The number of mainstream schools with additional provision for children with special educational needs has dropped by 10 per cent between 2017 and 2018, official figures reveal.
The Department for Education statistics show that the number of primary and secondary schools with SEND units or "resourced provision" dropped from 3,489 in January 2017 to 3,157 in January 2018.
A SEND unit is special provision within a mainstream school where children with SEND are taught mainly within separate classes.
Resourced provision is where a mainstream school has places reserved for pupils with a specific type of SEND, who are taught mainly within mainstream classes but require a base and some specialist facilities.
The statistics show a drop of 332 schools with provision in either category between 2017 and 2018. In secondaries that breaks down to 90 (14 per cent) fewer SEND units and 61 (8 per cent) fewer schools with resourced provision.
Among primaries, there are 42 (5 per cent) fewer SEN units and 139 (11 per cent) fewer schools with resourced provision.
Rob Webster, associate professor at the UCL Institute of Education's Centre for Inclusive Education, said: "These bases [SEND units and resourced provision] could be a big part of provision for pupils with SEND going forward.
"I think they are useful for the system – we can't have all pupils with SEND in special schools and mainstream schools struggle, so to see these numbers falling is a bit of a concern.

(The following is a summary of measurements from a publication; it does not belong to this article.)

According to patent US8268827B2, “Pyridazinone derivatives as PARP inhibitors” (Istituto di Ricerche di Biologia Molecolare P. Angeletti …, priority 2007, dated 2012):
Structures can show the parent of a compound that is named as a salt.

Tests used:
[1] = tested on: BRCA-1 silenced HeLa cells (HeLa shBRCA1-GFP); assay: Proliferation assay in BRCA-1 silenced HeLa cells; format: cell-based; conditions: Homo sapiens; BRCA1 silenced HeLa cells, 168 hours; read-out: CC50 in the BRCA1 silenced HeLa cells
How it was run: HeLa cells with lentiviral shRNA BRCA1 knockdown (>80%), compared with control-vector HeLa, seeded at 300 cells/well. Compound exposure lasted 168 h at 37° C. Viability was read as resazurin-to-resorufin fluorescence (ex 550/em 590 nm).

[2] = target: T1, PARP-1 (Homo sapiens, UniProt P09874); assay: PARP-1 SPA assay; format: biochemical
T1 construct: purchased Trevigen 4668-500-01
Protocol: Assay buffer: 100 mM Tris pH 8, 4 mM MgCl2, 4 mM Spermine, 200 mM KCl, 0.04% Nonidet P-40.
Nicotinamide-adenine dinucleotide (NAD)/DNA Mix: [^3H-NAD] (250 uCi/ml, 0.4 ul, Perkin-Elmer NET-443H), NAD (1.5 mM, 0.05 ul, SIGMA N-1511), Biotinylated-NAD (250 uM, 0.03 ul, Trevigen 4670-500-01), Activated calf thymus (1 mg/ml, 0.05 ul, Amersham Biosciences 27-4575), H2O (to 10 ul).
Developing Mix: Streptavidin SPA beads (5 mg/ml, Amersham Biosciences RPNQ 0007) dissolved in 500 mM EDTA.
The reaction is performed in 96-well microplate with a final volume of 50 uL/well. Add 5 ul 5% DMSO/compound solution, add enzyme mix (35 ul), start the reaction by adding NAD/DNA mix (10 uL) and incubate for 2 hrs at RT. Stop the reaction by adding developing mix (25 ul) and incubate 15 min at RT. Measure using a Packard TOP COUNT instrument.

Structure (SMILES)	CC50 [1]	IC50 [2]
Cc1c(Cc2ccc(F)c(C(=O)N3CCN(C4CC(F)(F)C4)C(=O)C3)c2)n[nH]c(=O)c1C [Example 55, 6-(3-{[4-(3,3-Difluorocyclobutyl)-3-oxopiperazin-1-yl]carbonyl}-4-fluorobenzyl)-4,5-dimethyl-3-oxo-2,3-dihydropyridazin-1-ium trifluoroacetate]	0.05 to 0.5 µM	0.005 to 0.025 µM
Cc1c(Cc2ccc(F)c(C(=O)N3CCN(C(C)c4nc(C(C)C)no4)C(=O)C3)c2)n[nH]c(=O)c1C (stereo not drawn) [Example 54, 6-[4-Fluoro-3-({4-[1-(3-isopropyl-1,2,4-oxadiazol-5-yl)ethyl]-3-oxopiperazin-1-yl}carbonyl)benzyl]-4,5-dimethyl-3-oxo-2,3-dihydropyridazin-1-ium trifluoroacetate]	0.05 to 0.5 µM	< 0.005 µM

"We should be looking at the great bases and asking 'what are the active ingredients of an effective provision?' Obviously, there is some kind of issue in the system which means they are perhaps not being supported because the numbers are dropping."
Both types of provision are usually for pupils with statements or education, health and care (EHC) plans and receive funding of £10,000 per place plus usually top-up funding to meet the needs of individual pupils. But SEND units also sometimes accommodate pupils who are registered at other schools on a part-time basis.
The percentage of schools with SEND units has now dropped from 7.5 per to 6.9 per cent and the percentage of schools with resourced provision has fallen from 9.7 per to 8.7 per cent.
The number of SEND units grew from 1,284 in 2014 to 1,524 last year and has now dropped to 1,392.
The number of schools with resourced provision peaked at 2,021 in 2015 and has been falling since. There are now 1,765 schools with resourced provision.
The fall comes as the statistics also revealed a further rise in the number of children with SEND – from 14.4 per cent of all pupils to 14.6 per cent.
There has also been a rise in the proportion of pupils with statements or EHC plans attending special schools – from 40.5 per cent in 2014 to 44.2 per cent of pupils this year.